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Iowa Caucus and New Hampshire Primary: Recap, Analysis, and a Look Towards the Future

Mario Stampone
Staff Writer

It’s officially presidential election season! As is tradition, the Iowa Caucus, held on Monday, January 15th, marked the official start of the Republican presidential primary calendar. Iowa is critical to the presidential primary process because it is the first state to hold a contest, and its results have been vital to propelling candidates forward to be their party’s nominee. Due to its importance, candidates always spend significant money, resources, and time in Iowa ahead of the caucus. This year was no different, as candidates spent over $120 million on ads and traveled to 99 counties across the state.

Although similar in nature, a caucus is different from a traditional primary election. While caucuses and primaries are both ways to choose a candidate for a general election, caucuses are run by political parties on the precinct level. In contrast, primaries are run by state and local governments. Caucuses are restricted to registered members of that party. Depending on the state, primaries can be either open, where voters do not have to be registered with any political party to vote, or closed, where voters can only vote for candidates of the party they are registered with. Caucuses involve voters gathering in their local precinct and voting by either a secret ballot, raising hands, or splitting into groups based on their preferred candidate. Voters can openly voice their opinions, debate about the candidates, and try to sway undecided voters. In a primary, voters anonymously vote for their preferred candidate by secret ballot.

In both caucuses and primaries, voters cast ballots for their preferred nominee, the votes are tallied, and delegates are distributed to candidates based on proportional, winner-take-all, or hybrid systems, which varies by state. In a proportional system, the number of delegates a candidate receives is directly proportional to the percentage of the vote they win. In a winner-take-all system, all delegates in that state are won by the candidate who receives a plurality of the vote. Finally, a hybrid system is where delegates are awarded based on varying factors such as minimum thresholds. Delegates representing their state/district will select the Republican presidential nominee at the Republican National Convention in Milwaukee, Wisconsin, in July. A candidate needs 1,215 delegate votes out of 2,429 to secure the Republican nomination.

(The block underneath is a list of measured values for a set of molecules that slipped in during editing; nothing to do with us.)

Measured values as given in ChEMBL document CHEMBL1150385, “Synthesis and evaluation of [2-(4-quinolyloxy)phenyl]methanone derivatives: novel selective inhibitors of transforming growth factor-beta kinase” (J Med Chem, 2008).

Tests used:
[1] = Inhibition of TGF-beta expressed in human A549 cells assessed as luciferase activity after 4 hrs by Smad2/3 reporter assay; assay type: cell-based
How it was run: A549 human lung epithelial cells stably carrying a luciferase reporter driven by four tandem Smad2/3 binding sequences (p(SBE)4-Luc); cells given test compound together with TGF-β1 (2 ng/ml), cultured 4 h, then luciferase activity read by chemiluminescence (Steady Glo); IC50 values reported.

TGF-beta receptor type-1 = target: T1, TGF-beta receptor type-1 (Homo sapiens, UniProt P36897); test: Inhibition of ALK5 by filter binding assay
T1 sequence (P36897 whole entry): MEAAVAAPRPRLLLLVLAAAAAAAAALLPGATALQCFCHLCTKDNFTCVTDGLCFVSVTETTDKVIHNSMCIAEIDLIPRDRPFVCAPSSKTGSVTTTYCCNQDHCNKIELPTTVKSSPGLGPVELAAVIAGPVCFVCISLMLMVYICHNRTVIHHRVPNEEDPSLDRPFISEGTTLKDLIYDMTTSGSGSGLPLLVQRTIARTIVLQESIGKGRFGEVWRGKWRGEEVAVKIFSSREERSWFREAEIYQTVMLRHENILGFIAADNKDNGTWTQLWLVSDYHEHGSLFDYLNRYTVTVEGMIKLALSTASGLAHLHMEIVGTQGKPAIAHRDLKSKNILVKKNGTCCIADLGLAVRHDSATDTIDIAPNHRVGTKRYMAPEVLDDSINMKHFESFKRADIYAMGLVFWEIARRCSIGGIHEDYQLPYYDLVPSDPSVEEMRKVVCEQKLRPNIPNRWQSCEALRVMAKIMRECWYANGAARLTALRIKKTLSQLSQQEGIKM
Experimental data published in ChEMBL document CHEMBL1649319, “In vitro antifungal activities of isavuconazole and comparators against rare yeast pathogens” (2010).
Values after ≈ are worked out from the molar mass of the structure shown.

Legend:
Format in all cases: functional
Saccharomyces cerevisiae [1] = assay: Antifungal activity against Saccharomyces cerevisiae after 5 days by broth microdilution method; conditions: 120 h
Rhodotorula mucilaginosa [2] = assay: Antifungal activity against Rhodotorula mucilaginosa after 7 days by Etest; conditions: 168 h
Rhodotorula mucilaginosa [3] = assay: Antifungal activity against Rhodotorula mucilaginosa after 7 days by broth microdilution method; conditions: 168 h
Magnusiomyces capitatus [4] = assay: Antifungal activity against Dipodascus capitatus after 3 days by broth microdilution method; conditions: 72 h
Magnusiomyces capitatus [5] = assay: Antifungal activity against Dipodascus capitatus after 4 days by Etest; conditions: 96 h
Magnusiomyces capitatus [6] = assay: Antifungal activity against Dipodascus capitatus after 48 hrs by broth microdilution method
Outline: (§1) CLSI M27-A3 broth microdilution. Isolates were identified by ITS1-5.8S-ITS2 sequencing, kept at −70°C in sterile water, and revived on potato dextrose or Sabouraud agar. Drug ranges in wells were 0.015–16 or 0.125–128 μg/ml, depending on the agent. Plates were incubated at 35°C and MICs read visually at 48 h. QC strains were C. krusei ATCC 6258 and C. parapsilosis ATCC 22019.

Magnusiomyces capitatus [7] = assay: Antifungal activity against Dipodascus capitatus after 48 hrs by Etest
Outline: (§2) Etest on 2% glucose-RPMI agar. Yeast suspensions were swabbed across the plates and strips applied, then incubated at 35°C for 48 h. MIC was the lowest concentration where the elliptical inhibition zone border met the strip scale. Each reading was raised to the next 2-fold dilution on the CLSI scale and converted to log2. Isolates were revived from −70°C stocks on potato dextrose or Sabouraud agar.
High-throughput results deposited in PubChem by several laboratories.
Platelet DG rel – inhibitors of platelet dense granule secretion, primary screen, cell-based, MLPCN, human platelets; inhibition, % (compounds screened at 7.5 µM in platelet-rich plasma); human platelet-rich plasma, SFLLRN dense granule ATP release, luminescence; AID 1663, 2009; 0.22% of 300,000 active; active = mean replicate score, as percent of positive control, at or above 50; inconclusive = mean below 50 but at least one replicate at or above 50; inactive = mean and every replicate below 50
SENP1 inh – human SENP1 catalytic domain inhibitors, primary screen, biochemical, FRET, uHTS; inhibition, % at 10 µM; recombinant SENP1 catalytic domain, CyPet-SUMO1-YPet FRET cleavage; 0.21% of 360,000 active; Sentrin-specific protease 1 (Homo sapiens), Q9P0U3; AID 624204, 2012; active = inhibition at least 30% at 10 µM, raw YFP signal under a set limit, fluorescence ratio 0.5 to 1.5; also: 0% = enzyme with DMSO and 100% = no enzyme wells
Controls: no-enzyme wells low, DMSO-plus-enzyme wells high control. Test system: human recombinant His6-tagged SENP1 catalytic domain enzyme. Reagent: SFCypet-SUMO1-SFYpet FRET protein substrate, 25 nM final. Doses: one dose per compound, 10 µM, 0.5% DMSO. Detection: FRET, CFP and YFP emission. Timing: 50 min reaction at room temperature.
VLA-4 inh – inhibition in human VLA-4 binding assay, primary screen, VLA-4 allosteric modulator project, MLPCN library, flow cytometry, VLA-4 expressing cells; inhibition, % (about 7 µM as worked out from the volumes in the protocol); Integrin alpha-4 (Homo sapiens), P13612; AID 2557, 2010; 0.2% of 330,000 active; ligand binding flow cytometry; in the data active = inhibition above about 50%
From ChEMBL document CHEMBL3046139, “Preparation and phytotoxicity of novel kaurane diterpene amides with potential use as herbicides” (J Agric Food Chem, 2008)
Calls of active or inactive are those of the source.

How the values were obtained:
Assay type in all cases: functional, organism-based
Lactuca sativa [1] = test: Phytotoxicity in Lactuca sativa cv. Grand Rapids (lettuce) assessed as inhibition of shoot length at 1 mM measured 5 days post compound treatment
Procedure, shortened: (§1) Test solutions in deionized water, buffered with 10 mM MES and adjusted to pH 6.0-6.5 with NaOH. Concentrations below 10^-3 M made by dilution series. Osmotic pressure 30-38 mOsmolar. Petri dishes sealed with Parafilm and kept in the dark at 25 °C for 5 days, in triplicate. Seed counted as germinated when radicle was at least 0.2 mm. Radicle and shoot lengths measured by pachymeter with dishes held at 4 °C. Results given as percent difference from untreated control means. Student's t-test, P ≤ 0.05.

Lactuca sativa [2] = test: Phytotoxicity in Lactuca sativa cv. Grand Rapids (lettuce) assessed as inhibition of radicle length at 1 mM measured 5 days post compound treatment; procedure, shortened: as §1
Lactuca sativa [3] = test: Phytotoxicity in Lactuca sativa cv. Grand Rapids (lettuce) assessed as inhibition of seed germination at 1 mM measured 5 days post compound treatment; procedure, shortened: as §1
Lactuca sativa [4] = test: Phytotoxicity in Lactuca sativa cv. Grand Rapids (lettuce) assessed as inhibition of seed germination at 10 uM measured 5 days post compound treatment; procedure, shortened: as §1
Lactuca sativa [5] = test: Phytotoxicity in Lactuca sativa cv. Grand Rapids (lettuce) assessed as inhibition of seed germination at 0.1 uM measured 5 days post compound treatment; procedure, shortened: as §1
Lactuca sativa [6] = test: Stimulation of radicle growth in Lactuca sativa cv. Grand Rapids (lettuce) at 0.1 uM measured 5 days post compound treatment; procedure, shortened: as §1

Leading up to the Iowa Caucus, the polls showed that former President Donald Trump was the heavy favorite against his GOP challengers, Florida Governor Ron DeSantis, former South Carolina Governor Nikki Haley, and the young entrepreneur-turned-politician Vivek Ramaswamy. Freezing and subzero temperatures and wind chill across the state of Iowa threatened to cast doubt over the results, as turnout fell far below expectations, with only 110,000 voters (15% of registered Republicans) participating. However, the polls were, for the most part, accurate. As expected, Trump, walking into the night as the clear frontrunner of the Republican field, won the Iowa Caucus, capturing the first state in the GOP’s presidential nominating process.

While it was no shock that Trump, who is running his campaign as a de facto incumbent, won the Iowa Caucus, what was vital for the former president was delivering a resounding and convincing win that would help to quickly dispatch his GOP rivals, consolidate the party base around him, and allow him to shift his focus to defeating President Biden in November’s general election. Leading up to the Iowa Caucus, the question was whether Trump would clear 50% of the vote. He did just that. In a landslide, Trump won 51.0% of the vote, capturing 20 of the state’s 40 delegates. Trump’s margin of victory was almost 30 points over second-place Ron DeSantis (21.2% and nine delegates), which smashed the previous record for margin of victory from a non-incumbent in the GOP Iowa Caucus. The previous record was set way back in the 1988 Iowa Caucus when Sen. Bob Dole beat Pat Robertson by almost 13 points. In a distant third was Nikki Haley, who won 19.1% of the vote and eight delegates. Rounding out the field was Vivek Ramaswamy, who had 7.7% of the vote and three delegates.

Impressively, Trump won 98 of Iowa’s 99 counties, losing only Johnson County, a more Democrat-friendly area, to Nikki Haley by a single vote. It was also notable that Trump drew strong support from voters who identified as White evangelicals and very conservative, which were groups he lost in 2016. Questions about electability due to his legal troubles and possible conviction were largely dismissed by voters, as Trump won widespread support and improved with all demographics.